• Recommended after approximately 6 weeks , to rule out the presence of other diseases, such as cancer and inflammatory bowel disease
Recurrent Diverticulitis • 25 % will have more than one attack of acute diverticulitis • Recurrence was more virulent and lead to recommendation for elective resection: – after the second episode in >50year old – after first episode in younger patients. • However, more recent data fails to show worse prognosis in recurrent attacks. • American Society of Colon and Rectal Surgeons: – Decision for elective resection is on a case by case basis
Diverticular Hemorrhage • Rupture of the vasa recta at the dome of a diverticulum • Source proximal to the splenic flexure in 60% • Mean age 66 year old • Most common cause of life threatening lower GI bleed (3-5% of those with diverticulosis)
• Hemorrhoids arises from a plexus of dilated veins arising from the: • Superior and inferior hemorrhoidal veins. • Submucosal layer in the lower rectum • External or internal: below or above the dentate line. Classifications • Grade I: May bulge into the lumen but do not extend below the dentate line. • Grade II : Prolapse out of the anal canal with defecation or with straining but reduce spontaneously. • Grade III: Prolapse out of the anal canal with defecation or straining, and require the patient to reduce them into their normal position. • Grade IV: Irreducible and may strangulate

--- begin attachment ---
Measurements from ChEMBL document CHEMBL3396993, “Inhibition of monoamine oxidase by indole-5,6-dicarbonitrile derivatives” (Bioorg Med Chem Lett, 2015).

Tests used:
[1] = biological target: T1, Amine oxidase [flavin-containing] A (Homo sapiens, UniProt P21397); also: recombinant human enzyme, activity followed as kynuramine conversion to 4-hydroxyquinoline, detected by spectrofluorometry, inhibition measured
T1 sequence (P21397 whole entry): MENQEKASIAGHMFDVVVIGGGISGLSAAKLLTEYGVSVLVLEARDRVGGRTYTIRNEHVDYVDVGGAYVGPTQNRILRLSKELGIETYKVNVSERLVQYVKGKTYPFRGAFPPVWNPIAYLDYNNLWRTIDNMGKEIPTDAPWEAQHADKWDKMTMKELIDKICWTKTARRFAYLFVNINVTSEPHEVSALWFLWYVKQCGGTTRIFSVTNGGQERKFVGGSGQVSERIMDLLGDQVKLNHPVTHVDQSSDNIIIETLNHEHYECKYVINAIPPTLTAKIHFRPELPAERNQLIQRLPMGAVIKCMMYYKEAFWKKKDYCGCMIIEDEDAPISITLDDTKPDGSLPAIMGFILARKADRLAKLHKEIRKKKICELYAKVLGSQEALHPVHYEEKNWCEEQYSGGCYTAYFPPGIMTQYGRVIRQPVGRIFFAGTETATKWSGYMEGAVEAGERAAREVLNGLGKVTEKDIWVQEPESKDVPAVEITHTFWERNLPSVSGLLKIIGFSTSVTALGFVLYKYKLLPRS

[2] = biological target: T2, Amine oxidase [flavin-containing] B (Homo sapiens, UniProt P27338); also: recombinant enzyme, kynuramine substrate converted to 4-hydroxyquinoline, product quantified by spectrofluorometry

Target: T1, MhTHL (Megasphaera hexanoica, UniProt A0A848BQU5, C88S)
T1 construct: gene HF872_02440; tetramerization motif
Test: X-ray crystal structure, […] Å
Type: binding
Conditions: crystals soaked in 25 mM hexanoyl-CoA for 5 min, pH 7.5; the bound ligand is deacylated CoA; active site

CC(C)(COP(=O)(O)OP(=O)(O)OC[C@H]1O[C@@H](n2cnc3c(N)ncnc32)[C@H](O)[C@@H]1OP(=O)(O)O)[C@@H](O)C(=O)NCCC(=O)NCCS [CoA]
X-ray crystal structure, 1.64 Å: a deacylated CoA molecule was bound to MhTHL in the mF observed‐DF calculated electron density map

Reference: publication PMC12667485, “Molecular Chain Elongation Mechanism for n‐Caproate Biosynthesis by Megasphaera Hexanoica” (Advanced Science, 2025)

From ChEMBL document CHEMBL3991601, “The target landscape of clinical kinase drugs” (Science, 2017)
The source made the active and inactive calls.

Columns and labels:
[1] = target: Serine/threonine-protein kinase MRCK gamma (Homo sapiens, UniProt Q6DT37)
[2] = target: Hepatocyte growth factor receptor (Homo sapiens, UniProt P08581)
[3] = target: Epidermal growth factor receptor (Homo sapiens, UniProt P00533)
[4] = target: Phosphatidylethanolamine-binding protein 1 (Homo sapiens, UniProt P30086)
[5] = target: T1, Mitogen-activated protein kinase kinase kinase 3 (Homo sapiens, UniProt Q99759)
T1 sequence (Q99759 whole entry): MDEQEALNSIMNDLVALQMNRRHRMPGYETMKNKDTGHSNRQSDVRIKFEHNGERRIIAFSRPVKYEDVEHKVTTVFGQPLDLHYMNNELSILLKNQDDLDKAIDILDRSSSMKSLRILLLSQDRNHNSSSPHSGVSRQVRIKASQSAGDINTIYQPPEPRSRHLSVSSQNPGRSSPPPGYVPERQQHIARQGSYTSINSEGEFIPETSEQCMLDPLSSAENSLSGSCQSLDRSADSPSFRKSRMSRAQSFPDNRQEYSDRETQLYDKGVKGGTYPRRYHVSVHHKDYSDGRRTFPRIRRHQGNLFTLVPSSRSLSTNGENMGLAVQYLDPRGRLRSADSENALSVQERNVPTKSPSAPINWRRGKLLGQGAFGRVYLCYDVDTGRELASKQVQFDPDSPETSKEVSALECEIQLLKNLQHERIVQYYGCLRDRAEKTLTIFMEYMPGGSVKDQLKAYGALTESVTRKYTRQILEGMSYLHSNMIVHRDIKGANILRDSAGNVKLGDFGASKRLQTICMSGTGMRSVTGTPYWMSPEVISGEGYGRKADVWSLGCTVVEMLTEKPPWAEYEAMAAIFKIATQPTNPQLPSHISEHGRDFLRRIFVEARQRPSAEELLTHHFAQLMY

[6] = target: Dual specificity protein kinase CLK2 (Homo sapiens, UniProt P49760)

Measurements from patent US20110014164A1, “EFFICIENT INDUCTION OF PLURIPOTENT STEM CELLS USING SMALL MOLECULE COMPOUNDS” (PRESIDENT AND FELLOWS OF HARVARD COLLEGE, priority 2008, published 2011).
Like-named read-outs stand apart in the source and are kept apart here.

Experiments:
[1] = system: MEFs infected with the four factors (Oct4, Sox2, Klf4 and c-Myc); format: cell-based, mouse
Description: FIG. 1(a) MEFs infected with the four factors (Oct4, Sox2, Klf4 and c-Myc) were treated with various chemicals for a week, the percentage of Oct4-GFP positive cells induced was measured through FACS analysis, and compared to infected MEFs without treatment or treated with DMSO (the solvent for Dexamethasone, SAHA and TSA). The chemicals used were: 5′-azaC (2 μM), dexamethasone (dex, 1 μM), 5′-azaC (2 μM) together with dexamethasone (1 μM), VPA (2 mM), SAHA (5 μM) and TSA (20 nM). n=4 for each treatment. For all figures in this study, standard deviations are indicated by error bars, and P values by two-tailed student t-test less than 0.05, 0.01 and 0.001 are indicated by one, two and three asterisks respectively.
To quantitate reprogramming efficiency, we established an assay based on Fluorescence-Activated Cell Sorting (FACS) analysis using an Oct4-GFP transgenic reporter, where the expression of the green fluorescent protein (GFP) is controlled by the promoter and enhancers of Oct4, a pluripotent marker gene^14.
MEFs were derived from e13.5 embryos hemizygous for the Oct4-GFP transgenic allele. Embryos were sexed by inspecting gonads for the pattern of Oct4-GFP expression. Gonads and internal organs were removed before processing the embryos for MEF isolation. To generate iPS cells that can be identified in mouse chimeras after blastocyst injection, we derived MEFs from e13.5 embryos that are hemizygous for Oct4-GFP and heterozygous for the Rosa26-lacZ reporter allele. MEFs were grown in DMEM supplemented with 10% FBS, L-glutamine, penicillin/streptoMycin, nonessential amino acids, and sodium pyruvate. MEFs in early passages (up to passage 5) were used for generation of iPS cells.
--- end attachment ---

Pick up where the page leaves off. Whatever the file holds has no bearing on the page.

• Hemorrhoids are common and can cause • bleeding, • itching, of perianal skin pain • thrombosis, occur in both internal and external hemorrhoids • Mild cases can be treated with fiber supplements and topical medications. • Minimally invasive (endoscopic) techniques are available. • Surgery is reserved for severe cases or thrombosis
Pathogenesis of Diseases of the Oesophagus
Gastro-Oesophageal Reflux Disease (GORD) • Abnormal retrograde movement of stomach contents to oesophagus • Hydrochloric acid, pepsin • Very common • ~ 1 in 12 people heartburn daily • ~ 1 in 6 heartburn weekly • Oesophagitis in ~5% • Reflux more likely to occur when: – Decreased tone of sphincter – Sliding hiatal hernia – Decreased oesophageal clearance – Decreased saliva production – When lying down
• Hydrochloric acid and pepsin • -> H+ ions diffuse into cells • -> acidification of mucosa • -> inflammation, necrosis • Clinical : symptoms of heartburn • Endoscopic : red/congested mucosa • Manometric : decreased sphincter pressure • pH: number, duration of dips: pH<4 • Pathological: microscopic evidence of oesophagitis
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- Fall '19